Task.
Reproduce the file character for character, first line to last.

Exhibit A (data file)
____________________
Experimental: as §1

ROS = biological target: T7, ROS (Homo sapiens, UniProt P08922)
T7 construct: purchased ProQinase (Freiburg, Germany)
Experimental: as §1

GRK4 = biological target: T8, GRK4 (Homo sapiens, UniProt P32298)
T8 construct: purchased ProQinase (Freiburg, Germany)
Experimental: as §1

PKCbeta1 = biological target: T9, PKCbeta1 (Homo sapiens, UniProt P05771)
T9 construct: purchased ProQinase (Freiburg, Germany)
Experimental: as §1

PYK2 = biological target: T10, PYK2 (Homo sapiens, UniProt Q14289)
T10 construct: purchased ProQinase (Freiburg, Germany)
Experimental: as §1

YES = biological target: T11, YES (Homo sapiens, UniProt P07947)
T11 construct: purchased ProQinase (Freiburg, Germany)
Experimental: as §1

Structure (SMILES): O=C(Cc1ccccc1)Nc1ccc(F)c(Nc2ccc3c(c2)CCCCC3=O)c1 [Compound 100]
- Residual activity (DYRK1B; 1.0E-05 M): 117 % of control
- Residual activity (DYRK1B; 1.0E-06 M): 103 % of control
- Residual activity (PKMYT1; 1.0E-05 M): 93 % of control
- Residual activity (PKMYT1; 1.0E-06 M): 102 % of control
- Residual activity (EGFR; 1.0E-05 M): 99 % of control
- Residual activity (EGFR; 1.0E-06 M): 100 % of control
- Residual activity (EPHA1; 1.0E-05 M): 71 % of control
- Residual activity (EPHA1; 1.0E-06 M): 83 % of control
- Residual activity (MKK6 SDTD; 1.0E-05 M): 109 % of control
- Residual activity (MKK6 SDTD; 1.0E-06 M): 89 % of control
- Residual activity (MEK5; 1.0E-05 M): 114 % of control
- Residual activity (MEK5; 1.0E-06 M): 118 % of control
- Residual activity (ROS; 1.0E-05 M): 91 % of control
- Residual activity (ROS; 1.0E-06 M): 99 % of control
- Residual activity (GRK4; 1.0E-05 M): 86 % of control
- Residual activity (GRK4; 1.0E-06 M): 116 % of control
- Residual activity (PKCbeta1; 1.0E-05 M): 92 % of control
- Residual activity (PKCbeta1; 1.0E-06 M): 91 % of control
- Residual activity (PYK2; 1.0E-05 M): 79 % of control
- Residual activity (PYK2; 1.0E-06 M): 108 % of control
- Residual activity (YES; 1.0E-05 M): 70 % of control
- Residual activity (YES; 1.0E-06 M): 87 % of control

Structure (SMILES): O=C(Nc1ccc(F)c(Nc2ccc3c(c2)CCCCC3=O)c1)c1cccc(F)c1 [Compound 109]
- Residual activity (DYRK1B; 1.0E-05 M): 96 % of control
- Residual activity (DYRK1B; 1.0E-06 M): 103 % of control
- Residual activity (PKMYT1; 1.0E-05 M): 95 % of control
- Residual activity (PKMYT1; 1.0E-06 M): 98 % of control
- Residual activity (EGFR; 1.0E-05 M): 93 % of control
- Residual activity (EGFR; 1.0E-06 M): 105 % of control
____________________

Experimental: as §1

ROS = biological target: T7, ROS (Homo sapiens, UniProt P08922)
T7 construct: purchased ProQinase (Freiburg, Germany)
Experimental: as §1

GRK4 = biological target: T8, GRK4 (Homo sapiens, UniProt P32298)
T8 construct: purchased ProQinase (Freiburg, Germany)
Experimental: as §1

PKCbeta1 = biological target: T9, PKCbeta1 (Homo sapiens, UniProt P05771)
T9 construct: purchased ProQinase (Freiburg, Germany)
Experimental: as §1

PYK2 = biological target: T10, PYK2 (Homo sapiens, UniProt Q14289)
T10 construct: purchased ProQinase (Freiburg, Germany)
Experimental: as §1

YES = biological target: T11, YES (Homo sapiens, UniProt P07947)
T11 construct: purchased ProQinase (Freiburg, Germany)
Experimental: as §1

Structure (SMILES): O=C(Cc1ccccc1)Nc1ccc(F)c(Nc2ccc3c(c2)CCCCC3=O)c1 [Compound 100]
- Residual activity (DYRK1B; 1.0E-05 M): 117 % of control
- Residual activity (DYRK1B; 1.0E-06 M): 103 % of control
- Residual activity (PKMYT1; 1.0E-05 M): 93 % of control
- Residual activity (PKMYT1; 1.0E-06 M): 102 % of control
- Residual activity (EGFR; 1.0E-05 M): 99 % of control
- Residual activity (EGFR; 1.0E-06 M): 100 % of control
- Residual activity (EPHA1; 1.0E-05 M): 71 % of control
- Residual activity (EPHA1; 1.0E-06 M): 83 % of control
- Residual activity (MKK6 SDTD; 1.0E-05 M): 109 % of control
- Residual activity (MKK6 SDTD; 1.0E-06 M): 89 % of control
- Residual activity (MEK5; 1.0E-05 M): 114 % of control
- Residual activity (MEK5; 1.0E-06 M): 118 % of control
- Residual activity (ROS; 1.0E-05 M): 91 % of control
- Residual activity (ROS; 1.0E-06 M): 99 % of control
- Residual activity (GRK4; 1.0E-05 M): 86 % of control
- Residual activity (GRK4; 1.0E-06 M): 116 % of control
- Residual activity (PKCbeta1; 1.0E-05 M): 92 % of control
- Residual activity (PKCbeta1; 1.0E-06 M): 91 % of control
- Residual activity (PYK2; 1.0E-05 M): 79 % of control
- Residual activity (PYK2; 1.0E-06 M): 108 % of control
- Residual activity (YES; 1.0E-05 M): 70 % of control
- Residual activity (YES; 1.0E-06 M): 87 % of control

Structure (SMILES): O=C(Nc1ccc(F)c(Nc2ccc3c(c2)CCCCC3=O)c1)c1cccc(F)c1 [Compound 109]
- Residual activity (DYRK1B; 1.0E-05 M): 96 % of control
- Residual activity (DYRK1B; 1.0E-06 M): 103 % of control
- Residual activity (PKMYT1; 1.0E-05 M): 95 % of control
- Residual activity (PKMYT1; 1.0E-06 M): 98 % of control
- Residual activity (EGFR; 1.0E-05 M): 93 % of control
- Residual activity (EGFR; 1.0E-06 M): 105 % of control